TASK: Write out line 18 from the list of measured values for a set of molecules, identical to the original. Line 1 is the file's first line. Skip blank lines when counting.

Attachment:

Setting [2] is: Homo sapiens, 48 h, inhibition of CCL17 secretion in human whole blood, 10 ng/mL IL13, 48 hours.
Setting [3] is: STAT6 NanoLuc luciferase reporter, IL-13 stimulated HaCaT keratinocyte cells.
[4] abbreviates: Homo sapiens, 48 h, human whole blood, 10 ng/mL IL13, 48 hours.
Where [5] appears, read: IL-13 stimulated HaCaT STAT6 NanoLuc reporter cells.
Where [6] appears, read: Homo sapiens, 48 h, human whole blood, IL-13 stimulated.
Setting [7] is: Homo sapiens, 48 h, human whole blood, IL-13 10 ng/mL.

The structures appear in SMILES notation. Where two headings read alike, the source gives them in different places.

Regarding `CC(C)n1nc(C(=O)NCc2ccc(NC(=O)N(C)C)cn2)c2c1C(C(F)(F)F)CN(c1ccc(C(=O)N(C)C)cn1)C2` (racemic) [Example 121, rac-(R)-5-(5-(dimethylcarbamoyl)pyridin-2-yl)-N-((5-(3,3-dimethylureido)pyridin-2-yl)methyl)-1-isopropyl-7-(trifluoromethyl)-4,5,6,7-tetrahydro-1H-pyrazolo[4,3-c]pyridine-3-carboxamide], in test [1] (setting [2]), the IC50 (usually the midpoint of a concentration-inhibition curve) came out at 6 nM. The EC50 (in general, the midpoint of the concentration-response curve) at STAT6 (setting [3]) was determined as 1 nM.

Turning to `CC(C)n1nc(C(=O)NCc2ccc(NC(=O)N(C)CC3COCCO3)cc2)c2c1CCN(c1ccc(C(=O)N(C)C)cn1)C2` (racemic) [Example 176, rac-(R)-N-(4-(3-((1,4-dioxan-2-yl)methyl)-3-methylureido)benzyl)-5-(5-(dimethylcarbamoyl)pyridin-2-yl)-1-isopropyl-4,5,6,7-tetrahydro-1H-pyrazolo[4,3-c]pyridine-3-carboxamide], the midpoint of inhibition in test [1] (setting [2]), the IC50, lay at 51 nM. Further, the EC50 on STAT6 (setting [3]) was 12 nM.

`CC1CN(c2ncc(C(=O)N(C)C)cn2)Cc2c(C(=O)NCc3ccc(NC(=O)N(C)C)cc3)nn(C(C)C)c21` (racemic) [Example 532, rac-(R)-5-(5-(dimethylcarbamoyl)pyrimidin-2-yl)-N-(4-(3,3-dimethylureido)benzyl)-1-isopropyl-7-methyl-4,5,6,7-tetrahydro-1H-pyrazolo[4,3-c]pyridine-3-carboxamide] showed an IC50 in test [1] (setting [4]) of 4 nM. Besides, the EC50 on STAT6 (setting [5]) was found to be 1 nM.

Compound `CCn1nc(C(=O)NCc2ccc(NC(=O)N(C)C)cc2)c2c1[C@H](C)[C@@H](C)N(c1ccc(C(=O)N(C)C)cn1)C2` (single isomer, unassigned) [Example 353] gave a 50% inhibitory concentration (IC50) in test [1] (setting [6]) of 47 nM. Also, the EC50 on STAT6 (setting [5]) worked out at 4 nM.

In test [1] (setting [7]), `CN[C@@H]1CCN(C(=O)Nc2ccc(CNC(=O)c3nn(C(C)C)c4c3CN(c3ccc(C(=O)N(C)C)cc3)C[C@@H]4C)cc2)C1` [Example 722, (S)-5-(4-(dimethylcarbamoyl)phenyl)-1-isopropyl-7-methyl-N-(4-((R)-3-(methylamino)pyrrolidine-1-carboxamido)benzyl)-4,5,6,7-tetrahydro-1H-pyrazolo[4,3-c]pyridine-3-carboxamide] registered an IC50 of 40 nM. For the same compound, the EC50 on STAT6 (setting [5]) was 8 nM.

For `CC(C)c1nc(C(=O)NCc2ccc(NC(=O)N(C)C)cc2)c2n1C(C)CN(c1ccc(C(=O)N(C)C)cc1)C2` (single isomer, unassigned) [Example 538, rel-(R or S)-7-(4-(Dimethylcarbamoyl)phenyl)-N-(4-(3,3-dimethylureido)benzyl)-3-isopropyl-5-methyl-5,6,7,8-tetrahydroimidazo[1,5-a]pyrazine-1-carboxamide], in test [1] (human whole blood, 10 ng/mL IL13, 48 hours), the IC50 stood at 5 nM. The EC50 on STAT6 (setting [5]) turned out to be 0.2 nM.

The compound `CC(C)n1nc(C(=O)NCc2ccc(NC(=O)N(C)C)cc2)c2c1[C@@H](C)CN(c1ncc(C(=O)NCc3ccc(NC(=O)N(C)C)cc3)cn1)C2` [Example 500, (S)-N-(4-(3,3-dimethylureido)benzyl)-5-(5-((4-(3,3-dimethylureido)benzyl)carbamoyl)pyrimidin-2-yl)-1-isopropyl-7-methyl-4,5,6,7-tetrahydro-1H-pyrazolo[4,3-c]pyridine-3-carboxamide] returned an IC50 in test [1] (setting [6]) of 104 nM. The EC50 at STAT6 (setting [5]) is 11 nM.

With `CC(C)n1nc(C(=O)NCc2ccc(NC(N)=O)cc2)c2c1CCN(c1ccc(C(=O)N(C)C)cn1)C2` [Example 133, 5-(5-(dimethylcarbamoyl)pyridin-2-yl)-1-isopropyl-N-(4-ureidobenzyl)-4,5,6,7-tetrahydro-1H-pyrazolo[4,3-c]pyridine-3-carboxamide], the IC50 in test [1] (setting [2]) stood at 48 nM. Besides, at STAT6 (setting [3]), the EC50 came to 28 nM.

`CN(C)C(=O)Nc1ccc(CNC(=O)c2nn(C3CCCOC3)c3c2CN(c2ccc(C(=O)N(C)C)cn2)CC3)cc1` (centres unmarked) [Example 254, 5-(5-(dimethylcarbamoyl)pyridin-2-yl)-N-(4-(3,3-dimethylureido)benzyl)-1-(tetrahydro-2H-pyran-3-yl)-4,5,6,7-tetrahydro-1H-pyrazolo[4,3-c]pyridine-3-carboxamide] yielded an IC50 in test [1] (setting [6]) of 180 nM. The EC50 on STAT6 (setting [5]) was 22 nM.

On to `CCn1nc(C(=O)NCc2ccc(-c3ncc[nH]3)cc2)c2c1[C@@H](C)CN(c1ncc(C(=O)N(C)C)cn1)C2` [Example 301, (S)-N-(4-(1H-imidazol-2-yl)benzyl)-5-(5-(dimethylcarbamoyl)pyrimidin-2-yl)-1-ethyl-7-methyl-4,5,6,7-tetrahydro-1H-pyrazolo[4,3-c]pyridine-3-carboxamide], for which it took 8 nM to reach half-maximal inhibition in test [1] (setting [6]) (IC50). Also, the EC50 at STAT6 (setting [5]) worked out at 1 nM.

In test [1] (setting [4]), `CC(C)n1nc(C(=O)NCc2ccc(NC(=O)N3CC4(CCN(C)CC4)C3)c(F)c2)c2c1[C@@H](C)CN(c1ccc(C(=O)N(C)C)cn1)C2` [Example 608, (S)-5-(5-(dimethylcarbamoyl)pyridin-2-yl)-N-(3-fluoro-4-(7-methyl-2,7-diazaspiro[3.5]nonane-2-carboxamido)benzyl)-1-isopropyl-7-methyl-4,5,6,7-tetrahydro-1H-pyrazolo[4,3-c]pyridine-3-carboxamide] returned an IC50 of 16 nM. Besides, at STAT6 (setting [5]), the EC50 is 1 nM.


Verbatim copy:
In test [1] (setting [4]), `CC(C)n1nc(C(=O)NCc2ccc(NC(=O)N3CC4(CCN(C)CC4)C3)c(F)c2)c2c1[C@@H](C)CN(c1ccc(C(=O)N(C)C)cn1)C2` [Example 608, (S)-5-(5-(dimethylcarbamoyl)pyridin-2-yl)-N-(3-fluoro-4-(7-methyl-2,7-diazaspiro[3.5]nonane-2-carboxamido)benzyl)-1-isopropyl-7-methyl-4,5,6,7-tetrahydro-1H-pyrazolo[4,3-c]pyridine-3-carboxamide] returned an IC50 of 16 nM. Besides, at STAT6 (setting [5]), the EC50 is 1 nM.